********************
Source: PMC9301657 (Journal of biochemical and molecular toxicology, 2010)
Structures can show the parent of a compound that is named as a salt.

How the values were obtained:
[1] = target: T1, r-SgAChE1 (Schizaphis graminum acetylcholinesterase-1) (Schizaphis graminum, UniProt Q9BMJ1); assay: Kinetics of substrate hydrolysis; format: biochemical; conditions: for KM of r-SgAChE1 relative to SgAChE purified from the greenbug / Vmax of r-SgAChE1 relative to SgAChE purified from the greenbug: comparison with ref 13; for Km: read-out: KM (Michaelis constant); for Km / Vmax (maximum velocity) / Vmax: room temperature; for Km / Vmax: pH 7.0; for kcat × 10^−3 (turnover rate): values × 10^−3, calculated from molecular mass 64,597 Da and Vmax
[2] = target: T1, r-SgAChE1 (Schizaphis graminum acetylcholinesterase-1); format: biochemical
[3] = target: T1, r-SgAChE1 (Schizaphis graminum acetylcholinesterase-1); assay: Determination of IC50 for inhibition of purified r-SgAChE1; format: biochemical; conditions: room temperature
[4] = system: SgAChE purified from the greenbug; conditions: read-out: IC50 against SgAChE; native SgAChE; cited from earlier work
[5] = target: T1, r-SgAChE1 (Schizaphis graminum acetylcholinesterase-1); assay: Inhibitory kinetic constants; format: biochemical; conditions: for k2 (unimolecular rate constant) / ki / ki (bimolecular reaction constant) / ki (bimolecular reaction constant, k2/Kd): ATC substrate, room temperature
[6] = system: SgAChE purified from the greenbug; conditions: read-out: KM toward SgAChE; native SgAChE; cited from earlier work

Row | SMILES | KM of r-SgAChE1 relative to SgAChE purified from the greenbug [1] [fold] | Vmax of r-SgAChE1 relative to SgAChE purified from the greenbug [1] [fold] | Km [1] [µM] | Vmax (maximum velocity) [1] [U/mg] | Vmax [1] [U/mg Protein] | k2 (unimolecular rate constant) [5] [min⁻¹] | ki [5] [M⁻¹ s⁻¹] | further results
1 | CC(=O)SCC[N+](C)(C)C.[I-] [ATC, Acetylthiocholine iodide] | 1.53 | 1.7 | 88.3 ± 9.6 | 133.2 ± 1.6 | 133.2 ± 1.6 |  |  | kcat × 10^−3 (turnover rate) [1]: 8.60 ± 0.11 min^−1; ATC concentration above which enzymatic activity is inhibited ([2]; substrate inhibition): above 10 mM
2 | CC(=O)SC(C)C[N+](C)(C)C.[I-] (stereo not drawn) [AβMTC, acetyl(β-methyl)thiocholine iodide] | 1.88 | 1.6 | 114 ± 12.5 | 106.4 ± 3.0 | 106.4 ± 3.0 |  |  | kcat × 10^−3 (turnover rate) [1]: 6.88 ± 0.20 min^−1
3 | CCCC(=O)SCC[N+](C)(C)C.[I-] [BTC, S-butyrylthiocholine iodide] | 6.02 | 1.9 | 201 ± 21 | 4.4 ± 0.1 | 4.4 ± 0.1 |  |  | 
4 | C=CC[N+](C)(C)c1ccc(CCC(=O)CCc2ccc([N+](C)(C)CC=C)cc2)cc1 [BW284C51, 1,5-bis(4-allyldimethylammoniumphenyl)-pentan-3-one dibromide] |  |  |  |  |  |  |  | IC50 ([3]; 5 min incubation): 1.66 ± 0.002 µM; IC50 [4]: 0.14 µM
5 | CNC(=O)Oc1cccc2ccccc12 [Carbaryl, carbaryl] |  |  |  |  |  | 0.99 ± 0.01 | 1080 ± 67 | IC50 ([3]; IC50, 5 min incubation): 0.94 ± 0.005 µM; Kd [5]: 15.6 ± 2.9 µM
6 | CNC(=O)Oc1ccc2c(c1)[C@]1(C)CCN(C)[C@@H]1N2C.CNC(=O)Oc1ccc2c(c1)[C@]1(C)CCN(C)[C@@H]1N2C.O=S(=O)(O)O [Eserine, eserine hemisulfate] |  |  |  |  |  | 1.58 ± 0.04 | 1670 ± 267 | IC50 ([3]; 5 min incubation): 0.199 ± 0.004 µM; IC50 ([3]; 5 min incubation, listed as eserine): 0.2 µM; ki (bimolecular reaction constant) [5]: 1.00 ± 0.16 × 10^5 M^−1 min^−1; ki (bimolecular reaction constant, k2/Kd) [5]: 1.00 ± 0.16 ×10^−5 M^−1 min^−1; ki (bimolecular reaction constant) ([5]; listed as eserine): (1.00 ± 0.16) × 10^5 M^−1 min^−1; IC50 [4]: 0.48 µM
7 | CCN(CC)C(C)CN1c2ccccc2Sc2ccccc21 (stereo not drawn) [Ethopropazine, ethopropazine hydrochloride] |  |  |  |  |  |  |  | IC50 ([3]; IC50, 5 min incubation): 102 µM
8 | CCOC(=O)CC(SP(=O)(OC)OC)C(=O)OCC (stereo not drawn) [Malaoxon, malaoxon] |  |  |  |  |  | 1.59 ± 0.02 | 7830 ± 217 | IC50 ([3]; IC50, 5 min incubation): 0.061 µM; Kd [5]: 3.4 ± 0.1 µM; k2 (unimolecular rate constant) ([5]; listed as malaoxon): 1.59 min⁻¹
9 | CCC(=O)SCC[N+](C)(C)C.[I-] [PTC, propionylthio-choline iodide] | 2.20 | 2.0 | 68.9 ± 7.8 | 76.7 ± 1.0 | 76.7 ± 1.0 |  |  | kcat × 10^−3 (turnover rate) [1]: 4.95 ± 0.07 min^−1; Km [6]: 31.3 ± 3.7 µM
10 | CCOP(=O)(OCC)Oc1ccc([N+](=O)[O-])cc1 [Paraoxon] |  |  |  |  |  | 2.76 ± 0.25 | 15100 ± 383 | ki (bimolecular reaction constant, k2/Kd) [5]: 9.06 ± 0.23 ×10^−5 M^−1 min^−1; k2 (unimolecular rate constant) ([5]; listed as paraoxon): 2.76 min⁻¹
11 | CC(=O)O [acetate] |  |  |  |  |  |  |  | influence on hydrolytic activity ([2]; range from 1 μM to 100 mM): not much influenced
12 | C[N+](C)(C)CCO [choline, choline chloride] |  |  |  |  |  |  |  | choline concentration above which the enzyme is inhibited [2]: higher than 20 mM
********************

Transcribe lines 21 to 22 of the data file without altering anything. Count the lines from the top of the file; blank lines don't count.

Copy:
11 | CC(=O)O [acetate] |  |  |  |  |  |  |  | influence on hydrolytic activity ([2]; range from 1 μM to 100 mM): not much influenced
12 | C[N+](C)(C)CCO [choline, choline chloride] |  |  |  |  |  |  |  | choline concentration above which the enzyme is inhibited [2]: higher than 20 mM